The term “habitual residence” is supposed to be so simple that it need not be defined. It does not require six months’ residency, as the UCCJEA’s “home state” standard does. A determination of habitual residence focuses not on the parents’ individual intentions, but on the child’s objective circumstances. It looks for circumstances that would create “a degree of settled purpose from the child’s perspective,” but that does not mean looking into the individual child’s opinions. Friedrich v. Friedrich, 983 F.2d 1396 (6th Cir. 1993); Feder v. Evans-Feder, 63 F.3d 217 (3d Cir. 1995); Mozes v. Mozes, 239 F.3d 1067 (9th Cir., 2001); Johnson v. Johnson, No. 7505-1995 (Swed. Sup. Admin. Ct. 1996).
Living on a base. A U.S. military base abroad is not U.S. territory, and living there creates foreign, not U.S., habitual residence. Also, habitual residence derives from the place a child lives, not the nationality of the parent. Friedrich v. Friedrich, 983 F.2d 1396 (6th Cir. 1993).
Permanence of living arrangement. When people are in a foreign country for a defined time and purpose with a common home to return to and a common plan to do so, they usually are not “habitual residents” in the foreign country. But the more common situation for military families is to be posted in a foreign country for a time that may be extended and not to be completely sure where the next posting will be. That usually means that habitual residence is where they are now. Harkness v. Harkness, 227 Mich. App. 581, 577 N.W.2d 116 (1998); Zuker v. Andrews, 181 F.3d 81 (1st Cir. 1999); Ostevoll v. Ostevoll, 2000 U.S. Dist. LEXIS 16178 (S.D. Ohio 8/16/2000); In re Morris, 55 F. Supp. 2d 1156, 1161 (D. Colo. 1999).
How much time does a parent have to use the Hague Convention? Article 12 says that if more than one year has elapsed between the wrongful removal or retention and the time of the parent’s filing of the Hague Convention case in the country to which the child was taken, then the judge can consider the child’s adjustment to the new environment as a reason for not returning the child.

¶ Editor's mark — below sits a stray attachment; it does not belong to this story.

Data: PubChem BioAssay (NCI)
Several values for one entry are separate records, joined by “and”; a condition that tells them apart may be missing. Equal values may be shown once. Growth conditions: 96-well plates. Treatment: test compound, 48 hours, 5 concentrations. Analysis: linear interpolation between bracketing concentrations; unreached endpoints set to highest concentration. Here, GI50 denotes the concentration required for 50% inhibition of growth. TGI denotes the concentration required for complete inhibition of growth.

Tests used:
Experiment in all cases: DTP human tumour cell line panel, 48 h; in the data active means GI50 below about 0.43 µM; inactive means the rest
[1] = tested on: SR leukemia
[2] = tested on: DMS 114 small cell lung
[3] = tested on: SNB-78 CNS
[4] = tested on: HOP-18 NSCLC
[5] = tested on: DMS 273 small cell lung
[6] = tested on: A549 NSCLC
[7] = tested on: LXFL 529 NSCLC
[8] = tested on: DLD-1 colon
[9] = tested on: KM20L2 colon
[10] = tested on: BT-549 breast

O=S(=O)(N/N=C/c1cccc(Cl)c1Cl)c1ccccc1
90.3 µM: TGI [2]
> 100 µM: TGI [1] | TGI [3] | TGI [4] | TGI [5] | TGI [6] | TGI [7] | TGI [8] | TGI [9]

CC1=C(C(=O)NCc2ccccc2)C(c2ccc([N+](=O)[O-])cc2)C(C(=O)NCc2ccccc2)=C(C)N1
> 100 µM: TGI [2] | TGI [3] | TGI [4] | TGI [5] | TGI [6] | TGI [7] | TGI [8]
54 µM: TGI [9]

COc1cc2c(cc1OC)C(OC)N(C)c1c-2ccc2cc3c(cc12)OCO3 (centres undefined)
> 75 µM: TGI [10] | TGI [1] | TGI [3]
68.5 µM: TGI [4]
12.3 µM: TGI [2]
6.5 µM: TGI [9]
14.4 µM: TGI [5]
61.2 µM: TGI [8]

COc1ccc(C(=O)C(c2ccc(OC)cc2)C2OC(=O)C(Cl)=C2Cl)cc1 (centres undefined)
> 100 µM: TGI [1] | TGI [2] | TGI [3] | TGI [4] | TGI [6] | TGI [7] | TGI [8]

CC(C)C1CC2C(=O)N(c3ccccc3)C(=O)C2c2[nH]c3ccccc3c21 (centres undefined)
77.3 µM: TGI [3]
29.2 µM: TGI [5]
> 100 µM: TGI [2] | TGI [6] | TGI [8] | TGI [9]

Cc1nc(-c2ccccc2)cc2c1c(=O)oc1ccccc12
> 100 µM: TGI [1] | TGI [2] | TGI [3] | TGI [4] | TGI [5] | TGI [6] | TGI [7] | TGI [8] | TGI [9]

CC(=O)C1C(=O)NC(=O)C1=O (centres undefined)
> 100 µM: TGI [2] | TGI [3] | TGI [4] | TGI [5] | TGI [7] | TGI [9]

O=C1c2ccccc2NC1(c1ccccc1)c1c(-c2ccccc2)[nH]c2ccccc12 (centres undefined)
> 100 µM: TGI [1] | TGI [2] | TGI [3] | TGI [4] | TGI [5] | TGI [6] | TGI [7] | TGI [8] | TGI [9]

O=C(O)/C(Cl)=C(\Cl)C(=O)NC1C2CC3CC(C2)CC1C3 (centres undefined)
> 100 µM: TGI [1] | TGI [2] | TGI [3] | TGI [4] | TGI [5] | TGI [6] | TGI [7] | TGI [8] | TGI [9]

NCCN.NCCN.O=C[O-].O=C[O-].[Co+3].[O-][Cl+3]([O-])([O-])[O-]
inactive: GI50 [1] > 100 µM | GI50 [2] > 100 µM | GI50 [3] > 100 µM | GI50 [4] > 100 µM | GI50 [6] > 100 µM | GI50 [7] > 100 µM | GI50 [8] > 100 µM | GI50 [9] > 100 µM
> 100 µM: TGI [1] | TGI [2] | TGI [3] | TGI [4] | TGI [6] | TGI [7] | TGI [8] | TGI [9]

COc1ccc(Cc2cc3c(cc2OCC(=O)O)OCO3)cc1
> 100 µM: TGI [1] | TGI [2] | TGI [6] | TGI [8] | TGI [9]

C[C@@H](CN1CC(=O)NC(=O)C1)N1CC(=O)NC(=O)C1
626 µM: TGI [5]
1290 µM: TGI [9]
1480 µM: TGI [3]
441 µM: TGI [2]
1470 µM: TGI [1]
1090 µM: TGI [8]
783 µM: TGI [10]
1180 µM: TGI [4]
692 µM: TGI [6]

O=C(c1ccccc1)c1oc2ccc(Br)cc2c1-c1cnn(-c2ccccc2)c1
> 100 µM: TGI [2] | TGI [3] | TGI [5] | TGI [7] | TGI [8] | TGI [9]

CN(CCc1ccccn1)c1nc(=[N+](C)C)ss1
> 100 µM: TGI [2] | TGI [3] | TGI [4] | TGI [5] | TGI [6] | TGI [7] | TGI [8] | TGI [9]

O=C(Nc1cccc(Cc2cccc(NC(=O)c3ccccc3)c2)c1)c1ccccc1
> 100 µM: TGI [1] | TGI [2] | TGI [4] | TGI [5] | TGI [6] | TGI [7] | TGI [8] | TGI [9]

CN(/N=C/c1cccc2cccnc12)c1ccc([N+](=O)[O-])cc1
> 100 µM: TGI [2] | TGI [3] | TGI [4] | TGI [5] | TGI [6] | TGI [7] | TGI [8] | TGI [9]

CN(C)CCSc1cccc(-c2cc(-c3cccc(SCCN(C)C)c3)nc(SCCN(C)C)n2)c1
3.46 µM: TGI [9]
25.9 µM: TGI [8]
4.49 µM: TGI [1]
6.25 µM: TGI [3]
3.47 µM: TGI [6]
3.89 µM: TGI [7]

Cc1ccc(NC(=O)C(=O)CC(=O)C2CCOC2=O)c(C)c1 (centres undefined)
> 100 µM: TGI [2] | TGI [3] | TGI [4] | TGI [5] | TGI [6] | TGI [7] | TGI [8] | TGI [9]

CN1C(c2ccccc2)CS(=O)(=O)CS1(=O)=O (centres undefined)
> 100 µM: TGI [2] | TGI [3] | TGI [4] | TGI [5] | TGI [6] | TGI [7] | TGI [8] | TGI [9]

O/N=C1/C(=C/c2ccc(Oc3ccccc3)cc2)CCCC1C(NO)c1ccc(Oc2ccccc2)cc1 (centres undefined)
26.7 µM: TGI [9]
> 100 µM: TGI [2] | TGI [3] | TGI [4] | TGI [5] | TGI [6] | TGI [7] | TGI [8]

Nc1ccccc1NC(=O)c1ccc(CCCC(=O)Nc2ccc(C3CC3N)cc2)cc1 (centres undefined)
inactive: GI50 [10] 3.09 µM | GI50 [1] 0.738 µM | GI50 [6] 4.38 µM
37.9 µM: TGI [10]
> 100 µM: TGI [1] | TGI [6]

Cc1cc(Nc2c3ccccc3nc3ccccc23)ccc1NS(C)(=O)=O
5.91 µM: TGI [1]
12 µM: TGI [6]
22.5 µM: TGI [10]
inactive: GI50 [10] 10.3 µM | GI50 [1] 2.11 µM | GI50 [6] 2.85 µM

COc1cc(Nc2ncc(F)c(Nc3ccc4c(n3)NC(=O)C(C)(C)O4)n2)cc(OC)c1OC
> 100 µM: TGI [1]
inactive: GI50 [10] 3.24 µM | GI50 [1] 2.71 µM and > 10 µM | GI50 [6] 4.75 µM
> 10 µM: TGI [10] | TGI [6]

Every country has an agency that acts as the “Central Authority” to deal with Hague Convention cases. After an abduction, the left-behind parent files a “Hague Convention Application” with his or her own country’s central authority. (He or she also is allowed to file directly with the central authority of the country to which the child has been taken). The first country’s central authority sends the application to the central authority of the country to which the child was taken. That agency helps the parent find a lawyer in the locality where the child is. The lawyer files a Hague Convention petition in the appropriate local court. That court decides the case.
In the U.S., the International Division of the National Center for Missing and Exploited Children (NCMEC) is the central authority for cases of children taken to the U.S. For children taken from the U.S., the central authority is the U.S. State Department Office of Children’s Issues.
The following issues usually are raised in Hague cases, but are not relevant:
John Crouch practices family law in Arlington, Virginia. His practice emphasizes international and interstate issues, and serves many military, diplomatic and other international families. He is a former co-chair of the ABA’s Child Custody Committee.
Published in Family Advocate, Volume 28, No. 2, Fall 2005. © 2005 by the American Bar Association. Reproduced with permission. All rights reserved. This information or any portion thereof may not be copied or disseminated in any form or by any means or stored in an electronic database or retrieval system without the express written consent of the American Bar Association.